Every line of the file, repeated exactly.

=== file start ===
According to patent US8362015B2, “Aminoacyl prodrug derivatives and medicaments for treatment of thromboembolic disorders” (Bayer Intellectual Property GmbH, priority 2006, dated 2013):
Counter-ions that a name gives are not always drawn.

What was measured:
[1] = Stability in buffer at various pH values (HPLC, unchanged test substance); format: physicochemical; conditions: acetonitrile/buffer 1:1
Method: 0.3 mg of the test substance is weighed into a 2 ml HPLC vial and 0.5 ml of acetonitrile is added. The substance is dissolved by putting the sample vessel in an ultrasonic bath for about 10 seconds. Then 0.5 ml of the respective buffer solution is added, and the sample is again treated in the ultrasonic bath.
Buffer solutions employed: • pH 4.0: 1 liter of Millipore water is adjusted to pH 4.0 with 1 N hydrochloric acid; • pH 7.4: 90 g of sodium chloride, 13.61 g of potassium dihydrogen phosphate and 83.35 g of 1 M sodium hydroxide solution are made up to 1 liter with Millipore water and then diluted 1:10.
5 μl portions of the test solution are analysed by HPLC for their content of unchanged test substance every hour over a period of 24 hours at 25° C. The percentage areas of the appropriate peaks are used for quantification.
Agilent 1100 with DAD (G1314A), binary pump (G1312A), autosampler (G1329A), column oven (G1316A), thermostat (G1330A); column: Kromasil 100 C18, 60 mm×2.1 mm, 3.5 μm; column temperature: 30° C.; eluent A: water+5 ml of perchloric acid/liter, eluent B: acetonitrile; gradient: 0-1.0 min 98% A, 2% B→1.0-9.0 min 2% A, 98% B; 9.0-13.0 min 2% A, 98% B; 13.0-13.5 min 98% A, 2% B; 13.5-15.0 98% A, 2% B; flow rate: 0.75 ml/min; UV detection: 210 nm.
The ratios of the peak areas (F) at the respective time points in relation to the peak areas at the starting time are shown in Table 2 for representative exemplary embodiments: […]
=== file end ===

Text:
According to patent US8362015B2, “Aminoacyl prodrug derivatives and medicaments for treatment of thromboembolic disorders” (Bayer Intellectual Property GmbH, priority 2006, dated 2013):
Counter-ions that a name gives are not always drawn.

What was measured:
[1] = Stability in buffer at various pH values (HPLC, unchanged test substance); format: physicochemical; conditions: acetonitrile/buffer 1:1
Method: 0.3 mg of the test substance is weighed into a 2 ml HPLC vial and 0.5 ml of acetonitrile is added. The substance is dissolved by putting the sample vessel in an ultrasonic bath for about 10 seconds. Then 0.5 ml of the respective buffer solution is added, and the sample is again treated in the ultrasonic bath.
Buffer solutions employed: • pH 4.0: 1 liter of Millipore water is adjusted to pH 4.0 with 1 N hydrochloric acid; • pH 7.4: 90 g of sodium chloride, 13.61 g of potassium dihydrogen phosphate and 83.35 g of 1 M sodium hydroxide solution are made up to 1 liter with Millipore water and then diluted 1:10.
5 μl portions of the test solution are analysed by HPLC for their content of unchanged test substance every hour over a period of 24 hours at 25° C. The percentage areas of the appropriate peaks are used for quantification.
Agilent 1100 with DAD (G1314A), binary pump (G1312A), autosampler (G1329A), column oven (G1316A), thermostat (G1330A); column: Kromasil 100 C18, 60 mm×2.1 mm, 3.5 μm; column temperature: 30° C.; eluent A: water+5 ml of perchloric acid/liter, eluent B: acetonitrile; gradient: 0-1.0 min 98% A, 2% B→1.0-9.0 min 2% A, 98% B; 9.0-13.0 min 2% A, 98% B; 13.0-13.5 min 98% A, 2% B; 13.5-15.0 98% A, 2% B; flow rate: 0.75 ml/min; UV detection: 210 nm.
The ratios of the peak areas (F) at the respective time points in relation to the peak areas at the starting time are shown in Table 2 for representative exemplary embodiments: […]